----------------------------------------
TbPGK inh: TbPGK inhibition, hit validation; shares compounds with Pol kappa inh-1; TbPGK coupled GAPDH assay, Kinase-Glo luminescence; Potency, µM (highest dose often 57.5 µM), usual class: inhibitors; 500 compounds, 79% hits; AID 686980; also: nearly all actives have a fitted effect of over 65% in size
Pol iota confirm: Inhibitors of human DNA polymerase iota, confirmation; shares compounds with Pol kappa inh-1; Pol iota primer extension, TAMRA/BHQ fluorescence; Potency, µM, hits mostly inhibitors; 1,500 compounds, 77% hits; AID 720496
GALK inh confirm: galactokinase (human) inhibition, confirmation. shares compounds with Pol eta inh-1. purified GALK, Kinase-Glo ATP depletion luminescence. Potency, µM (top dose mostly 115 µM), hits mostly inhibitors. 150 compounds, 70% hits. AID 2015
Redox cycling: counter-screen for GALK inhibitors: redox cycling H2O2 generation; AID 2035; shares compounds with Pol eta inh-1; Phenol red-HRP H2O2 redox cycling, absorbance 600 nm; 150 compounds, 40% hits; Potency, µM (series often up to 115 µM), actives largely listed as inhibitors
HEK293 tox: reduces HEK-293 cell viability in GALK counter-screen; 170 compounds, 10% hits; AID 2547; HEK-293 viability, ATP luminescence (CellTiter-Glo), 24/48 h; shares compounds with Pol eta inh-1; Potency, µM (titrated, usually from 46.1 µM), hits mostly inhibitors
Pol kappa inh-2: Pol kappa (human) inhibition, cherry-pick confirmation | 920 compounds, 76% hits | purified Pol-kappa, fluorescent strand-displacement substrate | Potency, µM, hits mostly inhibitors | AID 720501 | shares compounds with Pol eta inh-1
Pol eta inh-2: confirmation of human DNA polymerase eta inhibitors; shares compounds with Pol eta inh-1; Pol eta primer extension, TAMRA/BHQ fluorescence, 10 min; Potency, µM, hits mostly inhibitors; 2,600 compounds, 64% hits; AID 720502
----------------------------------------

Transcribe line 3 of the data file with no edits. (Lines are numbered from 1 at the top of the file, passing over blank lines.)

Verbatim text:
GALK inh confirm: galactokinase (human) inhibition, confirmation. shares compounds with Pol eta inh-1. purified GALK, Kinase-Glo ATP depletion luminescence. Potency, µM (top dose mostly 115 µM), hits mostly inhibitors. 150 compounds, 70% hits. AID 2015